A rare dilemma for Sean O’Driscoll this weekend as the Football League’s switch back from seven substitutes to five means that for the first time in about nine months there will be some fit and healthy Rovers players not involved in the matchday squad. Still there remains a number of notable absentees through injury with Brian Stock, Martin Woods, James Chambers, Adam Lockwood and James O’Connor all unavailable. Yesterday’s signings Rachid Bouhenna and Oscar Radford are still awaiting international clearance and Shelton Martis may also be unavailable, I don’t know. Such has been Shelton’s close season anonymity I actually had to check back to see whether he’d been sold.
Gary Woods has been nominated as first choice ‘keeper for the season so thats one starting place guaranteed and we expect Richard Naylor and Tommy Spurr to make debuts in the back-line tomorrow too. The restricted number of subs however means that one of new signings Kyle Bennett and Giles Barnes are likely to be omitted and simply on the basis of experience I’d expect it to be the former.
Gus Poyet has two definite absentees for the season opener, whilst two other members of the Albion squad are reportedly touch and go. According to the official Brighton site, local lads Tommy Elphick and Adam El-Abd are both unavailable with long-term injuries. Former Rotherham forward Will Hoskins is a significant doubt after picking up a knock in training, though Mauricio Taricco is expected to recover from the injury he sustained in last weekend’s friendly with Tottenham.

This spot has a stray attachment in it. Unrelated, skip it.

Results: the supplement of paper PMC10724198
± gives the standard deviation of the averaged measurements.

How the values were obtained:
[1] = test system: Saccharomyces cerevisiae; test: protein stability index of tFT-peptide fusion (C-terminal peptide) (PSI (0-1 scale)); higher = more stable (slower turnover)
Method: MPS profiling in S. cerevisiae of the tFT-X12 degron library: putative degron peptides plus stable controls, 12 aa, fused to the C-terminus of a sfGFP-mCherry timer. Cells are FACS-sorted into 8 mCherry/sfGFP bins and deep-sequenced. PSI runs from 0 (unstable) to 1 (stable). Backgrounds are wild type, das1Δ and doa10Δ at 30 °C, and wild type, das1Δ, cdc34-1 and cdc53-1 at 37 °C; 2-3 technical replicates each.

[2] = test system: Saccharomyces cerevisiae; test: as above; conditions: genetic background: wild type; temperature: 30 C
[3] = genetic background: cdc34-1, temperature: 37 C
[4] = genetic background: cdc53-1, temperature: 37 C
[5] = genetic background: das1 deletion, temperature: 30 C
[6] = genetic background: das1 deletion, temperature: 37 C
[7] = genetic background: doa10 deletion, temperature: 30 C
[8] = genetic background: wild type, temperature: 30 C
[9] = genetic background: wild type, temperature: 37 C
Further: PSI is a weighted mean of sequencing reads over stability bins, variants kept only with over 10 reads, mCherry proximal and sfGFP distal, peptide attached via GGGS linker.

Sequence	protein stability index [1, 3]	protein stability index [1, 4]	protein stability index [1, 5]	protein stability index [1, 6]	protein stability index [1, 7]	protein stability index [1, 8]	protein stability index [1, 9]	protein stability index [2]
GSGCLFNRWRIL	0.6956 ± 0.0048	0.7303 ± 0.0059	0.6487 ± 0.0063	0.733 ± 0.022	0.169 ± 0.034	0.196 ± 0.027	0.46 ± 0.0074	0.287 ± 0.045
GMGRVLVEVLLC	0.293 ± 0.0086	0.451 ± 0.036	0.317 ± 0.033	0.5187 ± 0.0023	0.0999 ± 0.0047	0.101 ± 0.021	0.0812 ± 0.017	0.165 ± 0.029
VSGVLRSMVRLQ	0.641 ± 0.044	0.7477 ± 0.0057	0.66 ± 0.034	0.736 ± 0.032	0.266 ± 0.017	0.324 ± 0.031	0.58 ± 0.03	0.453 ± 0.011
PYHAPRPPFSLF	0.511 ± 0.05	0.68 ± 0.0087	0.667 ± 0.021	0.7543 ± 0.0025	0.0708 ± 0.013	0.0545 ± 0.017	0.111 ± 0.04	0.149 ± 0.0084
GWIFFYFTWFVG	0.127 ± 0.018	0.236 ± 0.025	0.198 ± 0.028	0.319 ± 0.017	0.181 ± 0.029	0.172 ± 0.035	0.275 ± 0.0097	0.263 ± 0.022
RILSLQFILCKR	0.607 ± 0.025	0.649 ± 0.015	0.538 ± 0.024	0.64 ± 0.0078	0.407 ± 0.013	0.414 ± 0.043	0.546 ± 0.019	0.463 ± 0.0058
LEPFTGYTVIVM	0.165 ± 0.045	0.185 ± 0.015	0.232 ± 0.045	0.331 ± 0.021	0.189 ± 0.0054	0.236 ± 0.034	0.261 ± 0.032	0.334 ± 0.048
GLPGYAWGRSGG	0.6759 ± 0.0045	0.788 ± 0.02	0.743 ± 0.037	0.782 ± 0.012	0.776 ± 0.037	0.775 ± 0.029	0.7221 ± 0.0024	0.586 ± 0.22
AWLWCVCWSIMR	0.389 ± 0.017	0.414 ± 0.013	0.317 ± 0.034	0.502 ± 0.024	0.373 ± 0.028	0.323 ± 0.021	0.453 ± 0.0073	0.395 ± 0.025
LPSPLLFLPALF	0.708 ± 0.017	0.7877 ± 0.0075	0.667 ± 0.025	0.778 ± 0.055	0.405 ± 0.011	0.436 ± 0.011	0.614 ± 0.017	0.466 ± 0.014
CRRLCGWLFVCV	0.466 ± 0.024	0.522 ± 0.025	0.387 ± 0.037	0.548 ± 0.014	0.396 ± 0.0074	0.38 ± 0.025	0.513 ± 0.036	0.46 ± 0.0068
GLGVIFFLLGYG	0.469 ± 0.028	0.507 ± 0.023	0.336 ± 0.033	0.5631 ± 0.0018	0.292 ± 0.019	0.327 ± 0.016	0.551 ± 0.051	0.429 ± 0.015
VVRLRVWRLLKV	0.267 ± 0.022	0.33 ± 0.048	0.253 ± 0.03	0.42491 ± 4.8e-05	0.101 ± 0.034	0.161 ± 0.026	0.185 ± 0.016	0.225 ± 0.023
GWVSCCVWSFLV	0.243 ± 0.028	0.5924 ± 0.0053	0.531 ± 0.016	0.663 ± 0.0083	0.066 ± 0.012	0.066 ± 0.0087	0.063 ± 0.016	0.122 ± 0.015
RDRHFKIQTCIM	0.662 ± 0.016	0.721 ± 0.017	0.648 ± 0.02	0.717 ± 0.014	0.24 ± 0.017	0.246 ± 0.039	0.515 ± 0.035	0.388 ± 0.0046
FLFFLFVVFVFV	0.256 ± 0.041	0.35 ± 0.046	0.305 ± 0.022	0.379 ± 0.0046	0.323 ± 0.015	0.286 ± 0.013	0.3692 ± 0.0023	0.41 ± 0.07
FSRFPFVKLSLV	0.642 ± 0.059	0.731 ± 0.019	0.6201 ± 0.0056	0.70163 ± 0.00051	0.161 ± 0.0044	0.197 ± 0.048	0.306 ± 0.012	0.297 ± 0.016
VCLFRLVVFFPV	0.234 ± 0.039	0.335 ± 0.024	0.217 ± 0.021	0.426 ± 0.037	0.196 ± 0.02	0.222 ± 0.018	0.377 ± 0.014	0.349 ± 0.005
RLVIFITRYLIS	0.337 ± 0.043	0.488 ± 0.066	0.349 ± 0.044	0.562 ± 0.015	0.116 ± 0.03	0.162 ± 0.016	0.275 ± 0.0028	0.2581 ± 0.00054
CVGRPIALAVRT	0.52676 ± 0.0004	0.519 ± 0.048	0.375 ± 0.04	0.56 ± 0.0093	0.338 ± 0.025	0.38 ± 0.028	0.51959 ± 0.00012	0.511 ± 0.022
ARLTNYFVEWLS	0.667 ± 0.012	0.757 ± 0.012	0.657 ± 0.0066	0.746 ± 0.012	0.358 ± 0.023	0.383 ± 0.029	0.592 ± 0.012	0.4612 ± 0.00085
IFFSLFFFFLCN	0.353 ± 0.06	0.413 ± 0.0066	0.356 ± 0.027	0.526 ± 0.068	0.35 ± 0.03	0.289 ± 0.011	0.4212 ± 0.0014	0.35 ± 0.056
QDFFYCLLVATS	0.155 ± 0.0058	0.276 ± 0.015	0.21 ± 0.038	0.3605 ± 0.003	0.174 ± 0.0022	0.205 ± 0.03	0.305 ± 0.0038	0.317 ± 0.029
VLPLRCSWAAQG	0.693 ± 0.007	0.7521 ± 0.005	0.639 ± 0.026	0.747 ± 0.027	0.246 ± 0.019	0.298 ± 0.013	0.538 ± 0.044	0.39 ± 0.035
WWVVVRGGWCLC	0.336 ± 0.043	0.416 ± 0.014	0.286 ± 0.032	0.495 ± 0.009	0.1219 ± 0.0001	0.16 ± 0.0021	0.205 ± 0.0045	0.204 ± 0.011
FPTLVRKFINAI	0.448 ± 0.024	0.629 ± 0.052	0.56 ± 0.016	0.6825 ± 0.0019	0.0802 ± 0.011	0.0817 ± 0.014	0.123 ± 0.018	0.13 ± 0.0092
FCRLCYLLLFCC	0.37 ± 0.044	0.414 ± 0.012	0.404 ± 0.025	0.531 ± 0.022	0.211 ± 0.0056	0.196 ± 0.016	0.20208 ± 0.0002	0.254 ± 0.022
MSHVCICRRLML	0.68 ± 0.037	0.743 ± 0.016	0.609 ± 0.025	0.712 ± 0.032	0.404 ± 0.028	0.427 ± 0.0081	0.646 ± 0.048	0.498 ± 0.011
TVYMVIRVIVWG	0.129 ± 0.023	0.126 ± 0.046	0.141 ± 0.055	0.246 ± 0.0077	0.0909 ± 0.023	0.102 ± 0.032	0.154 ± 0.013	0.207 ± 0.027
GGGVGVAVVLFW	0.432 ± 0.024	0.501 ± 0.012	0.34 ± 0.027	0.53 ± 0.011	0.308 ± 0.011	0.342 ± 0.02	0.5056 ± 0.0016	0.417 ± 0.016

The Brighton side will also feature two faces familiar to Rovers fans. Tipped as one of Albion’s most dangerous players is Kazenga LuaLua, the former Newcastle midfielder who spent the back end of the 2008-09 season on loan at the Keepmoat Stadium. Also expected to line-up for the Seagulls is Scottish centre-half Gordon Greer, subject of one of my favourite Rovers’ chants of recent years; “He’s here, he’s theer, he’s every f***ing wheer, Gordon Greer, Gordon Greer”. An obviously talented defender that he has made it back up to this level is of no real surprise, although the news that he has staved off injury did cause this reaction at Viva Towers.
Predicted Doncaster Rovers line-up
(4-3-2-1) Gary Woods; Mustapha Dumbuya, Richard Naylor, George Friend, Tommy Spurr; Simon Gillett, John Oster, Ryan Mason; Jamie Coppinger, James Hayter; Billy Sharp
subs: Neil Sullivan, Sam Hird, Paul Keegan, Giles Barnes, Chris Brown
Travelling to the Game